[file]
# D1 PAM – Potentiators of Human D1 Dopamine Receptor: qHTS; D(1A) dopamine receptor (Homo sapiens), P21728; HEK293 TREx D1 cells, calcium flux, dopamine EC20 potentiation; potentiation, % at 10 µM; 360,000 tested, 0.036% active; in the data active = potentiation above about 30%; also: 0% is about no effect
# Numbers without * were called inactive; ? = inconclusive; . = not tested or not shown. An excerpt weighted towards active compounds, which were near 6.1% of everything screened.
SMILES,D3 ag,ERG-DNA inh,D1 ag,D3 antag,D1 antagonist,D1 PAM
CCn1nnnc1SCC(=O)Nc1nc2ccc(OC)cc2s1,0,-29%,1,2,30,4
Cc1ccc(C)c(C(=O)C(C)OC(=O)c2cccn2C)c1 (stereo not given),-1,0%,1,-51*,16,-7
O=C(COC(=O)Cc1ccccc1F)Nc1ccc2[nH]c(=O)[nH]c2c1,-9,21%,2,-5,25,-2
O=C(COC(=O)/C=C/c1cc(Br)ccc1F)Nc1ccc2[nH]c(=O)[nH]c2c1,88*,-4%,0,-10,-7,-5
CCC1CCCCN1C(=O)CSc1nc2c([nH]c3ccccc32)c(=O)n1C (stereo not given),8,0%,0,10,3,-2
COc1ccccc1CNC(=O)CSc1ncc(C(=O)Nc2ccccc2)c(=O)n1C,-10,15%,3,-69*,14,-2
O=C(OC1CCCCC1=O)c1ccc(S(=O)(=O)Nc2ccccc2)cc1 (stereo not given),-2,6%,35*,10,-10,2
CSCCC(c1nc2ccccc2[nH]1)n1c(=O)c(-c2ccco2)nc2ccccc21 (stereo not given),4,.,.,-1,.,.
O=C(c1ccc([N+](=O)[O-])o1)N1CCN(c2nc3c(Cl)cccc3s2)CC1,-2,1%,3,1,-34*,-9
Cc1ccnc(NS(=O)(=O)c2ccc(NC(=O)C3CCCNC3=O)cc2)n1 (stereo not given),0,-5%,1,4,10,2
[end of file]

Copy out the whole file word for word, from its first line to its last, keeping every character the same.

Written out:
# D1 PAM – Potentiators of Human D1 Dopamine Receptor: qHTS; D(1A) dopamine receptor (Homo sapiens), P21728; HEK293 TREx D1 cells, calcium flux, dopamine EC20 potentiation; potentiation, % at 10 µM; 360,000 tested, 0.036% active; in the data active = potentiation above about 30%; also: 0% is about no effect
# Numbers without * were called inactive; ? = inconclusive; . = not tested or not shown. An excerpt weighted towards active compounds, which were near 6.1% of everything screened.
SMILES,D3 ag,ERG-DNA inh,D1 ag,D3 antag,D1 antagonist,D1 PAM
CCn1nnnc1SCC(=O)Nc1nc2ccc(OC)cc2s1,0,-29%,1,2,30,4
Cc1ccc(C)c(C(=O)C(C)OC(=O)c2cccn2C)c1 (stereo not given),-1,0%,1,-51*,16,-7
O=C(COC(=O)Cc1ccccc1F)Nc1ccc2[nH]c(=O)[nH]c2c1,-9,21%,2,-5,25,-2
O=C(COC(=O)/C=C/c1cc(Br)ccc1F)Nc1ccc2[nH]c(=O)[nH]c2c1,88*,-4%,0,-10,-7,-5
CCC1CCCCN1C(=O)CSc1nc2c([nH]c3ccccc32)c(=O)n1C (stereo not given),8,0%,0,10,3,-2
COc1ccccc1CNC(=O)CSc1ncc(C(=O)Nc2ccccc2)c(=O)n1C,-10,15%,3,-69*,14,-2
O=C(OC1CCCCC1=O)c1ccc(S(=O)(=O)Nc2ccccc2)cc1 (stereo not given),-2,6%,35*,10,-10,2
CSCCC(c1nc2ccccc2[nH]1)n1c(=O)c(-c2ccco2)nc2ccccc21 (stereo not given),4,.,.,-1,.,.
O=C(c1ccc([N+](=O)[O-])o1)N1CCN(c2nc3c(Cl)cccc3s2)CC1,-2,1%,3,1,-34*,-9
Cc1ccnc(NS(=O)(=O)c2ccc(NC(=O)C3CCCNC3=O)cc2)n1 (stereo not given),0,-5%,1,4,10,2